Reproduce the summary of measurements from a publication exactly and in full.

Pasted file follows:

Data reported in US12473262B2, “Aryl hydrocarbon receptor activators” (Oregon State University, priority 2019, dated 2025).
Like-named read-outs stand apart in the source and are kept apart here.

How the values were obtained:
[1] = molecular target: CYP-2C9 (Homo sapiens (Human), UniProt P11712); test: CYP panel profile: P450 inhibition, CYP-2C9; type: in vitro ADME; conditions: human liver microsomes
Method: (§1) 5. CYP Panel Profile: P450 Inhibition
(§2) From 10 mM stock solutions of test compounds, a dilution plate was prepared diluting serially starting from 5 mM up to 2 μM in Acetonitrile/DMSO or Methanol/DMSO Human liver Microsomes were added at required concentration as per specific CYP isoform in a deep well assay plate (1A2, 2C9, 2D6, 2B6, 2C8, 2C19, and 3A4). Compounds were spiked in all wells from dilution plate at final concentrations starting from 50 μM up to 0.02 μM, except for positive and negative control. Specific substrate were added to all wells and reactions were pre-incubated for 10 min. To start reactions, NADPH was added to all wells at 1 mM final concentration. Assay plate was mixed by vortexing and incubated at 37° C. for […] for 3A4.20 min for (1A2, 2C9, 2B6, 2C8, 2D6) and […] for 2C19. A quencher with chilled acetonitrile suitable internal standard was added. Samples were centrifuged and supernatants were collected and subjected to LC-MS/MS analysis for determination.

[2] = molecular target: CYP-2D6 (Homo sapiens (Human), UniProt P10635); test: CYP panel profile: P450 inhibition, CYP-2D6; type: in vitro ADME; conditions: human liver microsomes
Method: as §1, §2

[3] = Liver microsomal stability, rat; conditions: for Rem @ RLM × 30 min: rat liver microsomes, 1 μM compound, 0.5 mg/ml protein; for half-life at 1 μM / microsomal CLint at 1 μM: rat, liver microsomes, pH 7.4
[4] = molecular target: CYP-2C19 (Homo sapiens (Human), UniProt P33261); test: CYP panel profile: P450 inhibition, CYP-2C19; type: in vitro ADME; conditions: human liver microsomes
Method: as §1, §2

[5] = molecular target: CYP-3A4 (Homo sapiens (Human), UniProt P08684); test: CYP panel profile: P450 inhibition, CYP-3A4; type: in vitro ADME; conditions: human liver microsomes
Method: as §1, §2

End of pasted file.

Data reported in US12473262B2, “Aryl hydrocarbon receptor activators” (Oregon State University, priority 2019, dated 2025).
Like-named read-outs stand apart in the source and are kept apart here.

How the values were obtained:
[1] = molecular target: CYP-2C9 (Homo sapiens (Human), UniProt P11712); test: CYP panel profile: P450 inhibition, CYP-2C9; type: in vitro ADME; conditions: human liver microsomes
Method: (§1) 5. CYP Panel Profile: P450 Inhibition
(§2) From 10 mM stock solutions of test compounds, a dilution plate was prepared diluting serially starting from 5 mM up to 2 μM in Acetonitrile/DMSO or Methanol/DMSO Human liver Microsomes were added at required concentration as per specific CYP isoform in a deep well assay plate (1A2, 2C9, 2D6, 2B6, 2C8, 2C19, and 3A4). Compounds were spiked in all wells from dilution plate at final concentrations starting from 50 μM up to 0.02 μM, except for positive and negative control. Specific substrate were added to all wells and reactions were pre-incubated for 10 min. To start reactions, NADPH was added to all wells at 1 mM final concentration. Assay plate was mixed by vortexing and incubated at 37° C. for […] for 3A4.20 min for (1A2, 2C9, 2B6, 2C8, 2D6) and […] for 2C19. A quencher with chilled acetonitrile suitable internal standard was added. Samples were centrifuged and supernatants were collected and subjected to LC-MS/MS analysis for determination.

[2] = molecular target: CYP-2D6 (Homo sapiens (Human), UniProt P10635); test: CYP panel profile: P450 inhibition, CYP-2D6; type: in vitro ADME; conditions: human liver microsomes
Method: as §1, §2

[3] = Liver microsomal stability, rat; conditions: for Rem @ RLM × 30 min: rat liver microsomes, 1 μM compound, 0.5 mg/ml protein; for half-life at 1 μM / microsomal CLint at 1 μM: rat, liver microsomes, pH 7.4
[4] = molecular target: CYP-2C19 (Homo sapiens (Human), UniProt P33261); test: CYP panel profile: P450 inhibition, CYP-2C19; type: in vitro ADME; conditions: human liver microsomes
Method: as §1, §2

[5] = molecular target: CYP-3A4 (Homo sapiens (Human), UniProt P08684); test: CYP panel profile: P450 inhibition, CYP-3A4; type: in vitro ADME; conditions: human liver microsomes
Method: as §1, §2